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Updated: Good news for Carpenter, Span close to live BP

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Updated: Good news for Carpenter, Span close to live BP

[Updated 6:35 p.m.]

The Nationals had a few pieces of good news to share on the injury front before Monday's game against the Arizona Diamondbacks, as their overall health as a team continues to improve.

David Carpenter has been cleared to resume his throwing program after seeing a second opinion on his right shoulder. Carpenter has been on the disabled list since July 12 with right shoulder inflammation. The right-hander began a throwing program in July, but had to be shut down after feeling discomfort and was given anti-inflammatory shots and an MRI.

Now Carpenter appears to have turned a corner in his rehab.

"He's back on a throwing program and getting ready to go again. All the results are good and he's building back up. He'll go out and throw today and start that process," Matt Williams said.

Denard Span resumed baseball activities on Saturday when he joined the team in New York. He is rehabbing from back tightness and has been on the DL since July 7.

Span has been throwing, taking fielding practice and has been hitting in the batting cage. The next step is live batting practice and Williams thinks Span could be ready for that very soon.

"In the next couple of days we'll get him out for a live BP session and then look for him to get some live BP later in the week. Then running the bases. That's kind of of the final step. Depending on how he feels, we'll progress to that. We'll see," he explained.

Span has also been running sprints in the outfield and continuing his core-strengthening exercises.

"The last few days has been pretty good, so, very encouraging," Span said. "I’ve been running sprints the last couple days. Today, I added groundballs and we upped the sprints today. Definitely tired. My legs feel very, very heavy cause I haven’t done much in two-and-a-half, three weeks. The fact that I’m out here, getting a good sweat on is definitely a good sign for me."

Williams said there is no specific activity they see as a final test before Span goes out on a rehab assignment.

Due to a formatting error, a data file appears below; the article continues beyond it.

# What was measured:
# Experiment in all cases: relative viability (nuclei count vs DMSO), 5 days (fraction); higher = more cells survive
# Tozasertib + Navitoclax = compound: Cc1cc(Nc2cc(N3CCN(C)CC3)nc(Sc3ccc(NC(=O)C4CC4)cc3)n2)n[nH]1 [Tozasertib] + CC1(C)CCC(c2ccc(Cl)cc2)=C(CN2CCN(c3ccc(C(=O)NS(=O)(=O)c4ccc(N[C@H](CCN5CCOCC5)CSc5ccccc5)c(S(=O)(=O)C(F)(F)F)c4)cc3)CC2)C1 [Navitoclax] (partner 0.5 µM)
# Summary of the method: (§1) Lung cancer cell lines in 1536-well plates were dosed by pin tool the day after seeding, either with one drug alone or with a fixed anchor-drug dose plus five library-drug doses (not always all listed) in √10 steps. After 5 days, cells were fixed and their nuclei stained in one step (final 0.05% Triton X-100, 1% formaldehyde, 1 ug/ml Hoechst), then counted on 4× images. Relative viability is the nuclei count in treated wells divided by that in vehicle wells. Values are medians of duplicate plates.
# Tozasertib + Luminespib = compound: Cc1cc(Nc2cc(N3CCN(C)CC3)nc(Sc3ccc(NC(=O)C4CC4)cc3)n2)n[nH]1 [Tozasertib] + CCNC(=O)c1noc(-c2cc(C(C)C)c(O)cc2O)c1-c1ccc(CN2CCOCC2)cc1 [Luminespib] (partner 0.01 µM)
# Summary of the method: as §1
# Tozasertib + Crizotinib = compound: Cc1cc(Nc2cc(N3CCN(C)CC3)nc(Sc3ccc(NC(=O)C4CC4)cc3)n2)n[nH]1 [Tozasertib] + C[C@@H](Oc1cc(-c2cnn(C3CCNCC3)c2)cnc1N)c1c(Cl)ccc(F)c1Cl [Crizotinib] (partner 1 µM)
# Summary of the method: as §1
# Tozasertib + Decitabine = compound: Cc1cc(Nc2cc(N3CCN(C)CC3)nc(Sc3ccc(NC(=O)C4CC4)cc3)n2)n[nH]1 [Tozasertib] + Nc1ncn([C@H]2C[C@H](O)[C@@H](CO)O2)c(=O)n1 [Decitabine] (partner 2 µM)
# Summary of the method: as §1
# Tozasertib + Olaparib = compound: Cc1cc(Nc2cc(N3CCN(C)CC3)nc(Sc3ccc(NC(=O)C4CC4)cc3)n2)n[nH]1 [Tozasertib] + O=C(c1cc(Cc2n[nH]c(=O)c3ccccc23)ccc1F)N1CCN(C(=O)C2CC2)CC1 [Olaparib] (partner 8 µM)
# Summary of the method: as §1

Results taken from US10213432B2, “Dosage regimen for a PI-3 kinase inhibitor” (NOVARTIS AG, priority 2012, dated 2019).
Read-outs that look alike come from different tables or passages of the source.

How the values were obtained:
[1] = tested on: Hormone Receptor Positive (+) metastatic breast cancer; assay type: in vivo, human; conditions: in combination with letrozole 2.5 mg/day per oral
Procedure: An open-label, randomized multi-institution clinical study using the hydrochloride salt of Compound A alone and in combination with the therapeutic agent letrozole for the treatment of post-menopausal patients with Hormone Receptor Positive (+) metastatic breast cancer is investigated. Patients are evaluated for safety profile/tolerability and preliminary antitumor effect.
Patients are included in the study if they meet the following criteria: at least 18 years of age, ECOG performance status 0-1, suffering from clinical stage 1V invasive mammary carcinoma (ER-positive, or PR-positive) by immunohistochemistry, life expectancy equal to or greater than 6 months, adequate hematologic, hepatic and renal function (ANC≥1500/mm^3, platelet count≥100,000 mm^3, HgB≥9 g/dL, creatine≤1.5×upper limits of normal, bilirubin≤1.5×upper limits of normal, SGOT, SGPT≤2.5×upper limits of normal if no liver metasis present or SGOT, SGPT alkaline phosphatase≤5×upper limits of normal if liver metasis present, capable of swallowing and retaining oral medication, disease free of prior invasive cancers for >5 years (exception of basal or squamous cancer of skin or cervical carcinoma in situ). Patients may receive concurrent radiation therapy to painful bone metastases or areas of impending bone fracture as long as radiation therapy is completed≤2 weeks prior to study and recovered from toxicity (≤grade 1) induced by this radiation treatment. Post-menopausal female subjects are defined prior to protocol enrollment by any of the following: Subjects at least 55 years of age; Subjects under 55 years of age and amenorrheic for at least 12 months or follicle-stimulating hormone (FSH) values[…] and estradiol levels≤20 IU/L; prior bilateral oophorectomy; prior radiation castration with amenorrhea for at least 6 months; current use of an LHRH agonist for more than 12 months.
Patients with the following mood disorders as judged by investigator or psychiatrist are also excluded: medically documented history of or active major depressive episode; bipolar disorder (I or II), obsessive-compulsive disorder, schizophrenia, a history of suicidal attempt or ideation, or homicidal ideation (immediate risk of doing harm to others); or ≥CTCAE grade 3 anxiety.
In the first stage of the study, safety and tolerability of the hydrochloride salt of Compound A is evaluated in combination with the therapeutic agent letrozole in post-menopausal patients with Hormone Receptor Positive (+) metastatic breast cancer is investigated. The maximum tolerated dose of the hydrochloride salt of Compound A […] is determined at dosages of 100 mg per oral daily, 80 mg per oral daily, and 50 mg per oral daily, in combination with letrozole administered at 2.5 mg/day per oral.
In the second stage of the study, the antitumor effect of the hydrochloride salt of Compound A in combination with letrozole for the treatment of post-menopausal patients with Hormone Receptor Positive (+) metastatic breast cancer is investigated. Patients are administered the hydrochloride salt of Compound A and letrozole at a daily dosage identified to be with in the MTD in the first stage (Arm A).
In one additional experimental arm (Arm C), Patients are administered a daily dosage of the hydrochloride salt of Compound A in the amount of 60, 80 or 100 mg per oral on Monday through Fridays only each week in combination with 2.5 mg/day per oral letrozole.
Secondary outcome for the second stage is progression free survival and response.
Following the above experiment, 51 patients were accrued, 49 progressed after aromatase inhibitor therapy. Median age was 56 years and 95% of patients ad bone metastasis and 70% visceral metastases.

"Volume. It's going to be volume, probably," Williams said. "Limited in the cage is one thing, but getting out there and just reacting without having to think about it is key, too. But if he can go through multiple BP sessions and early work and regular defensive work that he does, then he should be fine to get out there and play somewhere."

Williams added that Span has experienced no back spasms or pain since increasing his workload on Saturday. But though he feels good, Span doesn't want to rush back, even with the NL East division race starting to heat up.

"I have to be smart. I rushed myself out of spring training and came back a couple of weeks early," Span said. "In hindsight, looking now, it probably would have been a little bit smarter to take those couple of weeks to get myself more prepared for the season. This time around, I want to make sure I'm all the way ready. I want to make sure I'm ready to come back and play this last month-and-a-half to two months straight without any complications."

Stephen Strasburg will pitch his second minor league rehab assignment on Monday night with the Triple-A Syracuse Chiefs. The right-hander has been sidelined since July 5 with a left oblique strain.

Strasburg threw 64 pitches in his first outing on July 29 and the Nats would like to see him throw 20 to 25 more in this appearance.

"85-90, depending on how everything goes, how stressful his innings are. If it's a good outing for him and he feels good about him and he gets through five at 70, we can push him another inning. So, it depends on how it all goes. But the tops is 90," Williams said.

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The Nationals have had their eyes on Kelvin Herrera for years

The Nationals have had their eyes on Kelvin Herrera for years

On Monday, in the middle of their game with the Yankees, Mike Rizzo did a very Mike Rizzo thing and added another strong arm to the Nationals' bullpen well before the trade deadline.

In a trade with the Kansas City Royals, the Nats dealt prospects Kelvin Gutierrez, Blake Perkins and Yohanse Morel for relief pitcher Kelvin Herrera.

Herrera, who's in his eighth season, has walked only two batters in the last 27 games and is set to become a free agent at the end of the season. 

"We just thought that it was a good idea to strike early," Rizzo said Wednesday on 106.7 The Fan's Sports Junkies, simulcasted on NBC Sports Washington.